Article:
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What Are the Stages of Menopause?

Understanding perimenopause, menopause, and postmenopause, and the symptoms that can occur at these stages.

A healthcare provider uses a stethoscope to listen to the heart of a middle-aged woman during an appointment.

Updated on June 14, 2024

Menopause is a natural part of the aging process, the transition that marks the end of the reproductive years for the female reproductive system. Specifically, menopause refers to the day that occurs 12 months after the final menstrual period. This typically occurs between the ages of 45 and 55, though the timing will vary from person to person.

The process of menopause involves three stages—perimenopause, menopause, and post-menopause. Below is an overview of what is happening during these stages, how it can impact a person’s health, and why working with a healthcare provider is critical during this part of a person’s life.

Perimenopause

Perimenopause is the stage leading up to menopause. The term perimenopause roughly translates to “near or around menopause.” This stage involves a gradual decline in the production of the hormone estrogen.

Estrogen is a hormone that is essential to the functioning of the female reproductive system, including the regulation of the menstrual cycle. The decline of estrogen during perimenopause is often an uneven process—estrogen levels can fluctuate, becoming higher at times and lower at other times. Irregular menstrual periods are often the first sign of perimenopause. This can mean cycles that are shorter, cycles that are longer, missed periods, and/or abnormal menstrual bleeding.

Fluctuating hormone levels can also cause other symptoms, including vasomotor symptoms (hot flashes and night sweats), sleep disturbances, mood changes, and decreases in libido and sexual function. There are treatments that can help with many of these symptoms, including hormone replacement therapy as well as non-hormonal therapies.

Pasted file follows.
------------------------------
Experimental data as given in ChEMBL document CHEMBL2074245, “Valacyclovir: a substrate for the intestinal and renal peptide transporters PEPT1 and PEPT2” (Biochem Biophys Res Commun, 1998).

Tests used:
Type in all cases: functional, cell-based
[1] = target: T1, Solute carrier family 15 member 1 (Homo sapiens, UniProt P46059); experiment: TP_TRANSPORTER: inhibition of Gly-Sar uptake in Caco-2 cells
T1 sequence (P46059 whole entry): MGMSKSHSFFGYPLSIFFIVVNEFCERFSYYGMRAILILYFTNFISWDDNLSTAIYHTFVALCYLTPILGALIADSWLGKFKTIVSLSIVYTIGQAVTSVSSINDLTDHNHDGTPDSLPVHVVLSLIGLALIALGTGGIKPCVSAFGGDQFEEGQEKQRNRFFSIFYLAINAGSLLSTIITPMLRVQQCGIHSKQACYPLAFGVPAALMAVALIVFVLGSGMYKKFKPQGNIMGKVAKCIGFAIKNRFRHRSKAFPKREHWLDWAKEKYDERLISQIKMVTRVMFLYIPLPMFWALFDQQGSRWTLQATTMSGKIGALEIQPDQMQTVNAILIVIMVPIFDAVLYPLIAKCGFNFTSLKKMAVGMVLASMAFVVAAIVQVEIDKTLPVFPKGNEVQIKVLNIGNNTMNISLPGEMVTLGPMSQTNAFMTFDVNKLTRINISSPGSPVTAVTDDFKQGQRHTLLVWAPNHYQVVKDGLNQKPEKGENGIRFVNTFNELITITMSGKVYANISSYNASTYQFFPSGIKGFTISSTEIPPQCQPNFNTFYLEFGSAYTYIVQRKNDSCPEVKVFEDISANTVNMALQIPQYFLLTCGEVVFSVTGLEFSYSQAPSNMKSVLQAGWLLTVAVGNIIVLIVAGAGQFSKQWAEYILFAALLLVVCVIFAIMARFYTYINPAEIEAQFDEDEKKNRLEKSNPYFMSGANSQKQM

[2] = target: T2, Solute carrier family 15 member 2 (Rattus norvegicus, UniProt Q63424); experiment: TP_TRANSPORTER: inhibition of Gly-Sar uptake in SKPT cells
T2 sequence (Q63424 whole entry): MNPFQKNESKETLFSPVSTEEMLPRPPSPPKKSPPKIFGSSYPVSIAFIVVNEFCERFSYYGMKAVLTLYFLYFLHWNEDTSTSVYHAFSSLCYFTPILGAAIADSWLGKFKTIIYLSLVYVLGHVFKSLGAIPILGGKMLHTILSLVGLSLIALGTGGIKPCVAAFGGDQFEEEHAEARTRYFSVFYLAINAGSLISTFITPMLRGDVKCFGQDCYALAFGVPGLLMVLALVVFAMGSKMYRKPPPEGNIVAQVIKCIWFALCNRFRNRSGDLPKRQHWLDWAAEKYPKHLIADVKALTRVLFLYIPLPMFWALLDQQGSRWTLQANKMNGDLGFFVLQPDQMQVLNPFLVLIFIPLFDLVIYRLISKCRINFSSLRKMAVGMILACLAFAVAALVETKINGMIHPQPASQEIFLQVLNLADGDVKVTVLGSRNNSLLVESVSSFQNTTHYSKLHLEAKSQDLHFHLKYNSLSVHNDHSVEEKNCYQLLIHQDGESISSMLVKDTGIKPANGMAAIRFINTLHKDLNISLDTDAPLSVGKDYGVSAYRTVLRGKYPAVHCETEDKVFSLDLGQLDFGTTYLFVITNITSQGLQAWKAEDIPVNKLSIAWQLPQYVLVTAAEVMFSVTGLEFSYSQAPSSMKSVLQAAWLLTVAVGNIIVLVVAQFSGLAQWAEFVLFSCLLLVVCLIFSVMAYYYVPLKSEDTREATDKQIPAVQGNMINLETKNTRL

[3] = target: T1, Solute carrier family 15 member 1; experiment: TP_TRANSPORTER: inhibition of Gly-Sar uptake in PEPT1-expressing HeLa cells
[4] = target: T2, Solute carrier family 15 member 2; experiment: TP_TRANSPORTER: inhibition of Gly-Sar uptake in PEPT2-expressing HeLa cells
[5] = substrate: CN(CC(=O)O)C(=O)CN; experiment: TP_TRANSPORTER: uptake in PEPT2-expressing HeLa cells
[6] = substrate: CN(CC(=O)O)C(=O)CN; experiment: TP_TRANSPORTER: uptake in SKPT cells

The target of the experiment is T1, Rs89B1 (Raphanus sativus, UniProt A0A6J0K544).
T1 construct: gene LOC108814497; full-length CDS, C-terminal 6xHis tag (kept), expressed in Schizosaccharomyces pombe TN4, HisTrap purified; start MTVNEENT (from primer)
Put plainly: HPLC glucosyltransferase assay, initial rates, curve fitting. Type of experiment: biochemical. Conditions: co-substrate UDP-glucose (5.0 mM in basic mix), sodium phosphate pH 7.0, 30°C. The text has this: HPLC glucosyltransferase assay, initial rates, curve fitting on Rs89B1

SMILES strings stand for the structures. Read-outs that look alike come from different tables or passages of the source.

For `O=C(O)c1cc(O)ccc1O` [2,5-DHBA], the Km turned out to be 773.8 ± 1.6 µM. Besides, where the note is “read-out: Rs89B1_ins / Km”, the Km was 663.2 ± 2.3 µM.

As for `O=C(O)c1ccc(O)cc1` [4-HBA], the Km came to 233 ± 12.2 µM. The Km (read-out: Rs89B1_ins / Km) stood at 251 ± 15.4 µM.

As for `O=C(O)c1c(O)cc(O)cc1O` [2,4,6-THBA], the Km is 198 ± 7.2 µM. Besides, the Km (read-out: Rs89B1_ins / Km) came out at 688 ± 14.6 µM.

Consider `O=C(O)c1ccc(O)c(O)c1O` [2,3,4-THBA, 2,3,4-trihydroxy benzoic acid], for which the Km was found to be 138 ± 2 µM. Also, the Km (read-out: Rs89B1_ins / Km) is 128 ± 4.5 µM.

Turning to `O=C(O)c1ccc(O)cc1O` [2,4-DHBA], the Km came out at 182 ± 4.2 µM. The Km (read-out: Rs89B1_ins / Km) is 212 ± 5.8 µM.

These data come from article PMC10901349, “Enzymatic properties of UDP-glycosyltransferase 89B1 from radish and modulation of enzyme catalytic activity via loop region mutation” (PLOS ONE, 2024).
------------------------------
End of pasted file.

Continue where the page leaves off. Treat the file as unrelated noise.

Perimenopause typically lasts between two and eight years. But the duration can vary from person to person, and in some cases, it can last for over a decade.

Menopause

Menopause occurs when estrogen levels become low enough that menstruation no longer occurs. When a person has experienced 12 consecutive months without a menstrual period, a person has achieved menopause.

Postmenopause

Postmenopause begins once a person has reached menopause. This stage continues for the rest of a person’s life. Hormone changes continue during this time, and many of the symptoms described above continue into this stage. Hot flashes and night sweats typically improve over time (though in some cases, these symptoms can last for 10 or more years). Other symptoms—such as symptoms that affect the genitals and the urinary system—typically persist or progress with time.

Work with a healthcare provider

Routine healthcare is essential to staying healthy during menopause. Hot flashes, night sweats, sleep disturbances, changes in mood, and other symptoms are stressful to live with, and can disrupt many aspects of a person’s life.

Beyond perimenopausal and postmenopausal symptoms, changing hormone levels and the effects of aging can contribute to other health conditions and concerns. Menopause is associated with an increased risk of cardiovascular disease and osteoporosis (a loss of bone density and strength). Urinary incontinence, weight gain, the risk of stroke, dry mouth, cavities, and cognitive changes are all more common after menopause. Additionally, the risk of cancer, type 2 diabetes, depression, chronic pain, and conditions that affect vision all increase with age.

Working with a healthcare provider is one of the most important steps a person can take to stay healthy after menopause and as they get older. Everyone’s health is different. Exams and checkups can determine what healthcare you need, the best way to address any health concerns, and lifestyle changes that can help support good health.

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